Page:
Since then, no state has defaulted on its debt. Indeed, only 54 municipal bonds rated by Moody's from 1970 to 2009 have ever defaulted. Of those 54, only four were city- or county-issued bonds. The other 50 were revenue bonds, secured by individual issuers like hospitals. Those defaults represent 0.1% of issued bonds, Gonze says.

As for the headlines screaming that state bankruptcies are inevitable, the Center on Budget and Policy Priorities (CBPP) published a rebuttal. Authors Iris J. Lav and Elizabeth McNichol reminded readers that states issue bonds to fund infrastructure projects, not fund daily operations. The amount of municipal bond debt outstanding remains within historical parameters, they say.

The oft-cited $3 trillion estimate of unfunded liabilities is based on what is known as a "riskless rate," or the assumption that states' pension trust funds will only return a modest guaranteed amount based on underlying conservative investments. The reality, McNichol says, is that states invest in a mix of assets, including higher-yielding corporate bonds and stocks, and can be expected to generate enough returns over two or three decades to offset the amount that they have to pay into the funds. By that measure, the unfunded liability is closer to $700 billion-a worrisome number for sure, but more manageable than $3 trillion.



State budget dilemmas cannot be solved with accounting techniques alone. But experts point out that there are other solutions. Here's a look at why the bankruptcy case has been overblown in two of the most vulnerable states.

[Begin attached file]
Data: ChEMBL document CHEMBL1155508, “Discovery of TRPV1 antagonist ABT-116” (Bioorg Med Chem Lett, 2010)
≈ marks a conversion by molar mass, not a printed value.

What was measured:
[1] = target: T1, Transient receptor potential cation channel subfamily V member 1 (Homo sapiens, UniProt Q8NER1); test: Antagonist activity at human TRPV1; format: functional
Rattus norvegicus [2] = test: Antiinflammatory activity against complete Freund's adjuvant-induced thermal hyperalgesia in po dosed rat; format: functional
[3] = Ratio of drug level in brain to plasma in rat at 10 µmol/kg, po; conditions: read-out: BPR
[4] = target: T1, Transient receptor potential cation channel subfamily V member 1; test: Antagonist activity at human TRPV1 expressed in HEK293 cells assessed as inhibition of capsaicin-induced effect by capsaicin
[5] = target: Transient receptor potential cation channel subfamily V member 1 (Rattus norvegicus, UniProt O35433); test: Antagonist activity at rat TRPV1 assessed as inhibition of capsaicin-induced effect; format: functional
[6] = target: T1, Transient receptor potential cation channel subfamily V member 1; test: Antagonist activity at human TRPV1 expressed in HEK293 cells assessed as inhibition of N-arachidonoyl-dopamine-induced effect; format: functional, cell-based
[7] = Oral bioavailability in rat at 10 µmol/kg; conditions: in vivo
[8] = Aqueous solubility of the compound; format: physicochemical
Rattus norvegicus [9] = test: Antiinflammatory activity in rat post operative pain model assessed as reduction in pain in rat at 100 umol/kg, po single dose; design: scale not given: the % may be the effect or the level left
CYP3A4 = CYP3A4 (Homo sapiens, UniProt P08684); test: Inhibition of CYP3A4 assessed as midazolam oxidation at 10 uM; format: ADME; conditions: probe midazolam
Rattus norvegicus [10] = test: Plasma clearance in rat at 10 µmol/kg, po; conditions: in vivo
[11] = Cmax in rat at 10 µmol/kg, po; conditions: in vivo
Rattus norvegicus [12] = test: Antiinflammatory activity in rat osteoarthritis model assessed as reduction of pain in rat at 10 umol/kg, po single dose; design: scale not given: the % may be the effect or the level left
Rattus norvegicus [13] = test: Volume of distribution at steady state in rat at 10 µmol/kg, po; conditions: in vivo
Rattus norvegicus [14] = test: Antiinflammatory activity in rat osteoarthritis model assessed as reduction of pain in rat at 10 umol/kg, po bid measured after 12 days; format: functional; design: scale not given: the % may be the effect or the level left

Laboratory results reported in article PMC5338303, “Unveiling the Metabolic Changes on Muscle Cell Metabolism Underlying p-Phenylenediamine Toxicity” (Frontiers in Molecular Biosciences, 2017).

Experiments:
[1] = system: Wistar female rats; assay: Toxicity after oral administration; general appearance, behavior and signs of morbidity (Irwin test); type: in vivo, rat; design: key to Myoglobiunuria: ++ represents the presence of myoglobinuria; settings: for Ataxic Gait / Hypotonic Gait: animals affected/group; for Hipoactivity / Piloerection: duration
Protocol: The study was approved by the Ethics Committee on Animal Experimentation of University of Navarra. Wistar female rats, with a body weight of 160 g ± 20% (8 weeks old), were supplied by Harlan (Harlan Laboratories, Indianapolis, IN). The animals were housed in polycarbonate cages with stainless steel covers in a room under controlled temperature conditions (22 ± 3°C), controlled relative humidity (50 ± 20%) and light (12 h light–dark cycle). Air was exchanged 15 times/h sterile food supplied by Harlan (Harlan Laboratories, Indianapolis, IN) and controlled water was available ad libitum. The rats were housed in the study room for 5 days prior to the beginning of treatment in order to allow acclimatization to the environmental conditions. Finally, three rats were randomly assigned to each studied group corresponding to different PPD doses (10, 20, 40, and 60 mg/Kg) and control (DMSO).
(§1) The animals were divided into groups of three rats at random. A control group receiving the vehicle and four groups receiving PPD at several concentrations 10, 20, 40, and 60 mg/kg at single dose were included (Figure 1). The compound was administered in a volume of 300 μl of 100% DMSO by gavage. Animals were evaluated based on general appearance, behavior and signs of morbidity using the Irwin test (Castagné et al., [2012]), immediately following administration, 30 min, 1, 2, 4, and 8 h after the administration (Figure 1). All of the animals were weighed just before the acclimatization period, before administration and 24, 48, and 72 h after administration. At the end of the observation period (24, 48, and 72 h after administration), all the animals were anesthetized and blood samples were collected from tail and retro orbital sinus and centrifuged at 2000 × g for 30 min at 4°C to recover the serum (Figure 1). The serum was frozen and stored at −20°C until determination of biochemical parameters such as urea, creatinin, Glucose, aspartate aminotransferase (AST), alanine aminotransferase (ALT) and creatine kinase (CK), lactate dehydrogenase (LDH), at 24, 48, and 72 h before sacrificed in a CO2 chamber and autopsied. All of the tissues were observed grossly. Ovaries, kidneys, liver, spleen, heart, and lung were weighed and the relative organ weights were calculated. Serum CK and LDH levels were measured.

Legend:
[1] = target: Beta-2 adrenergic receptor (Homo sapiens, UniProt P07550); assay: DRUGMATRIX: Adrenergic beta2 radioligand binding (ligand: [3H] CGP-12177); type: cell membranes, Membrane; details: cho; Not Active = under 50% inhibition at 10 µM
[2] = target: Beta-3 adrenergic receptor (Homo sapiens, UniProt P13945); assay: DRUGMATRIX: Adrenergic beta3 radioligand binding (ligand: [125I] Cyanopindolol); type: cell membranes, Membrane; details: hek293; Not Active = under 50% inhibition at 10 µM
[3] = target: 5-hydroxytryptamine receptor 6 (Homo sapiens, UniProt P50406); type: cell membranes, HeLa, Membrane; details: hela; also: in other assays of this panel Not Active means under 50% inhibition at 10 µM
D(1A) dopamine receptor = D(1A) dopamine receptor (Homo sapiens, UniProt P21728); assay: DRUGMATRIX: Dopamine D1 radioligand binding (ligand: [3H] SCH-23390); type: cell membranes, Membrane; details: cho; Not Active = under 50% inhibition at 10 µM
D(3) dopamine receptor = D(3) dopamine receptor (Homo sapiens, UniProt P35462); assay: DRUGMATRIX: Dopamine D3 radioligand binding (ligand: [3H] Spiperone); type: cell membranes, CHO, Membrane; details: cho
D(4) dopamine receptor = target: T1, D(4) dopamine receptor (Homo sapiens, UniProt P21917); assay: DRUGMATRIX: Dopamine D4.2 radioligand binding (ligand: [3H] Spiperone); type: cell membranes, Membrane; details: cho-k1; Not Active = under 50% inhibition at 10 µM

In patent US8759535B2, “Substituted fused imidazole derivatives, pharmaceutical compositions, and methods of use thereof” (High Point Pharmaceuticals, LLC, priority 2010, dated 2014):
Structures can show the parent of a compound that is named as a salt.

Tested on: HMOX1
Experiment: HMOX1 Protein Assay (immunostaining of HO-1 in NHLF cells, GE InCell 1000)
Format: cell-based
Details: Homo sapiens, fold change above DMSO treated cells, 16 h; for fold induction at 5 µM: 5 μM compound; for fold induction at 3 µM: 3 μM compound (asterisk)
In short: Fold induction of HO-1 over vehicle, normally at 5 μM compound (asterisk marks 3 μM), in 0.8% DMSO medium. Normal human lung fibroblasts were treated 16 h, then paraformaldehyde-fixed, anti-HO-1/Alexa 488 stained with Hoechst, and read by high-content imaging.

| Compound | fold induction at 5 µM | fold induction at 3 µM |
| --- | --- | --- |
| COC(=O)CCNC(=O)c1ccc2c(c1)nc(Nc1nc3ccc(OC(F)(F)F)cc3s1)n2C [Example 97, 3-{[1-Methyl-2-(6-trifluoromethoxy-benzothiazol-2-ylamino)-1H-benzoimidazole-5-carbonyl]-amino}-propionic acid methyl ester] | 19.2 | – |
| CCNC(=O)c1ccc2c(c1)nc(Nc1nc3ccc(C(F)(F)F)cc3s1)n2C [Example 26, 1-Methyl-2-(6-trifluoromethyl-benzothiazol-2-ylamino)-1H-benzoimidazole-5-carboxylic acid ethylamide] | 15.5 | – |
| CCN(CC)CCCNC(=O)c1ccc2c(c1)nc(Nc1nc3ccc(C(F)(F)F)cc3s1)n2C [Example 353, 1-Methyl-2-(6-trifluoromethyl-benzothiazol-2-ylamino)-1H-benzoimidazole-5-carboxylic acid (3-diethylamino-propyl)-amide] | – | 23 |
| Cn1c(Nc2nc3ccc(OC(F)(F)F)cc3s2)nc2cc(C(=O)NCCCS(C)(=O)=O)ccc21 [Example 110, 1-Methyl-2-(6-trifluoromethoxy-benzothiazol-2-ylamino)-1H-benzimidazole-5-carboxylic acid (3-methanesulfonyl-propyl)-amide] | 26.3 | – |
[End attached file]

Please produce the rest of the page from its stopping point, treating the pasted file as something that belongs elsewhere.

* California. "That state has by most measures one of the top 10 economies in the world," says Jim Colby, global senior municipal strategist at Van Eck Global, in New York. "It has a vast amount of resources that generate substantial revenues. The suggestion that [the state] will declare bankruptcy makes no sense."

One reason is that its debt amounts to less than 5% of its annual gross domestic product, Colby says. Also, the state could come up with ways to cash out equity in its parklands, government buildings and tolls, says Christopher Cordaro, a wealth manager at RegentAtlantic Capital in Morristown, N.J.

* Illinois. The Illinois legislature, with the support of Governor Pat Quinn, acted to reduce its $13 billion budget deficit in January, voting to raise the state's personal income tax temporarily to 5% from 3%, and its corporate income tax to 7% from 4.8%. A proposal to borrow $8.7 billion to pay outstanding bills to service agencies was deleted from the income tax vote, but Gov. Quinn had planned to try again in February.



Not all investors are running for the hills, but many are carefully picking their way around trouble spots. Others say the low prices are an invitation to buy.

Cordaro has placed his clients mainly in short-term corporate bonds for now. Yields there are much more attractive than the 1% that short-term municipal bonds are generating. More bad headlines could even drive up yields.

Colby notes that essential-service revenue bonds-which fund sewer, utility or water projects-derive revenues from specific user fees or other public utility commissions that set specific rate schedules. That slice of the muni bond market will perform better than others.

Advisors might also remind their spooked clients that a "Chapter 8" would require an amendment of the Constitution, which is not likely to happen anytime soon. States have legal and ethical obligations to do whatever it takes, be it raise taxes or cut services, to meet their obligations.

"Some political officials are suggesting the rules be changed to make it possible to change state constitutions," Colby says. "A lot of that is political posturing and right now has no basis in fact." While phantom limbs can be painful, it helps to know they're not real.